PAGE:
5.2 Exclusivity

5.2.1 International

No new or existing airport shall be permitted by GOI to be developed as, or improved or upgraded into, an international Airport within an aerial distance or 150 kilometres of the Airport before the twenty-fifth anniversary of the Airport Opening Date.

5.2.2 Domestic

No new or existing airport (except for Mysore and Hassan airports shall be permitted by GOU to be developed as, or improved or upgraded into, a Domestic Airport within an aerial distance 150 kilometers of the Airport before the twenty-fifth anniversary of the Airport Opening Date.

As per the MRTP Act Section 3, which extends to the whole of India except Jammu and Kashmir,
Unless the Central Government otherwise directs, this act shall not apply to:

  1. Any undertaking owned or controlled by the Government Company,
  2. Any undertaking owned or controlled by the Government,
  3. Any undertaking owned or controlled by a corporation (not being a company established by or under any Central, Provincial or State Act,
  4. Any trade union or other association of workmen or employees formed for their own reasonable protection as such workmen or employees,
  5. Any undertaking engaged in an industry, the management of which has been taken over by any person or body of persons under powers by the Central Government,
  6. Any undertaking owned by a co-operative society formed and registered under any Central, Provincial or state Act,
  7. Any financial institution.

BIAL does not come under any of the above mentioned entities nor Central government has passed any directions regarding allowing a private company to enjoy the monopoly, the concession agreement clearly violates the MRTP Act.
The agreement also violates, Section 32 of MRTP Act

Section 32 of MRTP Act states:

MONOPOLISTIC TRADE PRACTICE TO BE DEEMED TO BE PREJUDICIAL TO THE PUBLIC INTEREST EXCEPT IN CERTAIN CASES

For the purposes of this Act, every monopolistic trade practice shall be deemed to be prejudicial to the public interest, except where -

(a) such trade practice is expressly authorised by any enactment for the time being in force, or

(b) the Central Government, being satisfied that any such trade practice is necessary -

(i) to meet the requirements of the defence of India or any part thereof, or for the security of the State; or

(ii) to ensure the maintenance of supply of goods and services essential to the community; or

(iii) to give effect to the terms of any agreement to which the Central Government is a party, by a written order, permits the owner of any undertaking to carry on any such trade practice.

It is clear that section b(iii) applies to the case of BIAL. The central government in the Civil Aviations Ministry could sign a monopolistic agreement with a written order under b(iii). The written order has to be passed by the authorized ministry namely the Ministry of Corporate Affairs  in this case. Such an order has not been produced at all. Even if with a written order, the signing of the concession agreement is in any case illegal in view of section 18.13 of the concession agreement.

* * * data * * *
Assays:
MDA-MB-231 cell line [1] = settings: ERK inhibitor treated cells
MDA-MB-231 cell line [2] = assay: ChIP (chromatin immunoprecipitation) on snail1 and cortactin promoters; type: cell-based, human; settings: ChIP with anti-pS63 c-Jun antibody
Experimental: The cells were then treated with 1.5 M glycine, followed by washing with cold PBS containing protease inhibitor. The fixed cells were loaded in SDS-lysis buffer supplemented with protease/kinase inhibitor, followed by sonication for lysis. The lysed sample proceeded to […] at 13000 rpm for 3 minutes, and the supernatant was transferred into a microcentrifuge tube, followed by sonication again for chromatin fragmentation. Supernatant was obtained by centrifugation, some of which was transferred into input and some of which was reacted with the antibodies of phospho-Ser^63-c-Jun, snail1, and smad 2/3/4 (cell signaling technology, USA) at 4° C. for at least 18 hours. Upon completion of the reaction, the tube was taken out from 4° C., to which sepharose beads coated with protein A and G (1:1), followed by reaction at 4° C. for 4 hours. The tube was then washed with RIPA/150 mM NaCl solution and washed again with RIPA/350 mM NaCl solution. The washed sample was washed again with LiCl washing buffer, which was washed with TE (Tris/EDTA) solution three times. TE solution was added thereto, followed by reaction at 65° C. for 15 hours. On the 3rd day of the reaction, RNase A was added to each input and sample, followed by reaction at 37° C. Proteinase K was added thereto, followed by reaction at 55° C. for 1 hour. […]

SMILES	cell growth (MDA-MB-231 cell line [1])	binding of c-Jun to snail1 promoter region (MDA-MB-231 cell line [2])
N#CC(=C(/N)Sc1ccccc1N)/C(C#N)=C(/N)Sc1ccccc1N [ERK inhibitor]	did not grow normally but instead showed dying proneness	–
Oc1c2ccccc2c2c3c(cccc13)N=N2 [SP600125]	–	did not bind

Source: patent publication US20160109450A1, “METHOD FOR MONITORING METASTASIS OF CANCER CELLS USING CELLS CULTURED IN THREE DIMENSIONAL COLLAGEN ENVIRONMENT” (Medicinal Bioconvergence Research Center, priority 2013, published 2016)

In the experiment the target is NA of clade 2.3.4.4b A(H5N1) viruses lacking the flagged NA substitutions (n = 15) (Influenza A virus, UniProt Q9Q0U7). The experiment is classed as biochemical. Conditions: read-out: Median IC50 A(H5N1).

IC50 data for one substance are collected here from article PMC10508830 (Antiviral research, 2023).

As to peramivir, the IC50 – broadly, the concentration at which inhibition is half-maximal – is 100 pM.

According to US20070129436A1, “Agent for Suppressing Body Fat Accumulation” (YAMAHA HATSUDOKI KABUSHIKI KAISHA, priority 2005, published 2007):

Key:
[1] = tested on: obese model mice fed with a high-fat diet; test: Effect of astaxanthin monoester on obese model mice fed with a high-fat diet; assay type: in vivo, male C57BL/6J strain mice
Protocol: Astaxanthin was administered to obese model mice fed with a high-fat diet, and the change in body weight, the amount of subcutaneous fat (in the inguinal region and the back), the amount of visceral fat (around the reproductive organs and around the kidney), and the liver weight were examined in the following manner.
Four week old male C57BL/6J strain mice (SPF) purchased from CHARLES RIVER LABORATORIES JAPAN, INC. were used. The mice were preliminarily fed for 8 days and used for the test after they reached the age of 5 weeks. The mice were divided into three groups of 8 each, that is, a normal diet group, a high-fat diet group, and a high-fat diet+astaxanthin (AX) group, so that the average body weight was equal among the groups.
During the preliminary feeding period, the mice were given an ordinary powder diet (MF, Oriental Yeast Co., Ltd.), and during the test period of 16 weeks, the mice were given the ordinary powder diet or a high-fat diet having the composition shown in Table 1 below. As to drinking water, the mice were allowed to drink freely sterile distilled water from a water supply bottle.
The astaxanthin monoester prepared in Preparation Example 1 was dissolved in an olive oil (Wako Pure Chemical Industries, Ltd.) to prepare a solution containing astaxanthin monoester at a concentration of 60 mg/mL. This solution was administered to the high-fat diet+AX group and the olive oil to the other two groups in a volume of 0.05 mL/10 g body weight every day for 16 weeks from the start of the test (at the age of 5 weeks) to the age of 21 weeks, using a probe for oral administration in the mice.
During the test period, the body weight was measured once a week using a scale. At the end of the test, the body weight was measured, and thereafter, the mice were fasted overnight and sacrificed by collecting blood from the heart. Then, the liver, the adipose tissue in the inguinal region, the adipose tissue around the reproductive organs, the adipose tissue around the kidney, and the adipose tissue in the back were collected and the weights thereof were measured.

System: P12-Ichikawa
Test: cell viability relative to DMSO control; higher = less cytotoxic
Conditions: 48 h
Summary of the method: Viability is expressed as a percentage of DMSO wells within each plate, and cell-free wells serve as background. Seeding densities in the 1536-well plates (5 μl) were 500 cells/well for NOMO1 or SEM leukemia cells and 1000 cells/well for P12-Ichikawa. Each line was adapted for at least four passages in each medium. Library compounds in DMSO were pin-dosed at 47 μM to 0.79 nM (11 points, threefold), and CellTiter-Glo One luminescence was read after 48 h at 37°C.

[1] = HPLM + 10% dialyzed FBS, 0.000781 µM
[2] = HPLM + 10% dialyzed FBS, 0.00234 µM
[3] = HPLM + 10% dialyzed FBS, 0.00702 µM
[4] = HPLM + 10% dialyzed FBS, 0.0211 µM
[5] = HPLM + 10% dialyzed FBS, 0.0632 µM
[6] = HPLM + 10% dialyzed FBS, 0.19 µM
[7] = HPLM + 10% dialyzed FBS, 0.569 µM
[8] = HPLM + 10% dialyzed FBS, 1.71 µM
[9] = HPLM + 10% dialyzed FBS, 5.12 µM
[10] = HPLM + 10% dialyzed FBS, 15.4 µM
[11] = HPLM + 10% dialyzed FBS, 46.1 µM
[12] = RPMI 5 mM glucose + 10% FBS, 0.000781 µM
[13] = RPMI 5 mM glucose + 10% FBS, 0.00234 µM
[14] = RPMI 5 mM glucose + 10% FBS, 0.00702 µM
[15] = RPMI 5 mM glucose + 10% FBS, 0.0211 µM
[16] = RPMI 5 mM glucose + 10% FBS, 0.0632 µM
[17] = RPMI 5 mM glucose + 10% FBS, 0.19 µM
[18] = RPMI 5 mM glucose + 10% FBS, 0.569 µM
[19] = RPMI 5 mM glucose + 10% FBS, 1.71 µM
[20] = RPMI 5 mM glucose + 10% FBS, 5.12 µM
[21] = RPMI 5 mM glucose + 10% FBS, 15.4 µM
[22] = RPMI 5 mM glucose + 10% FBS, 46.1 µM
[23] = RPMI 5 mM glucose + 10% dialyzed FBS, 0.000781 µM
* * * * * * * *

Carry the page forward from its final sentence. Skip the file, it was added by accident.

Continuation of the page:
As per the section  18.13 of concession agreement as mentioned below, the GOI had agreed unconditionally and irrevocably to give up its status as sovereign entity. The government clearly says it has signed the contract as a  private player and not in public interest as government. When the contract is signed as a private party in commercial interest, the clause b(iii) stated above is not applicable. The agreement is hence unlawful and against the public interest.

18.13 Sovereign Immunity

GOI unconditionally and irrevocable:

18.13.1 agrees that the execution, delivery and performance by it of this Agreement and those agreements and  other documents comprising the Security to which it is a party constitute private and commercial acts rather than public or governmental acts;

18.13.2  agrees that, should any proceedings be brought against it or its assets in relation to this Agreement or any transaction contemplated by this Agreement, no sovereign immunity from such proceedings shall be claimed by or on behalf of itself or with respect to its assets;

For the purposes of this Article 18.13, "assets" shall be taken as excluding present or future "premises of the mission" as defined in the Vienna Convention on Consular Relations signed in 1963, military property or military assets or property or assets related thereto of GOI, premises and offices of the constitutional authorities of India and National heritages.

Finally the concession agreement that has consideration that is illegal under another act, namely MRTPC Act is deemed illegal under Indian Contracts Act under section 23.

Section 23 of Indian Contract act states,

What consideration and objects are lawful, and what not 

The consideration or object of an agreement is lawful, unless -It is forbidden by law; or is of such nature that, if permitted it would defeat the provisions of any law or is fraudulent; of involves or implies, injury to the person or property of another; or the Court regards it as immoral, or opposed to public policy.


In each of these cases, the consideration or object of an agreement is said to be unlawful. Every agreement of which the object or consideration is unlawful is void.

So it is clear that the concession agreement itself is void and based on this argument AOP approached Karnataka High Court. After the hearing, the High Court on Monday, June 9, 2008, directed the MRTP Commission New Delhi, to dispose off this case before July 3 but not later than July 10, 2008.


ORDER - NRTP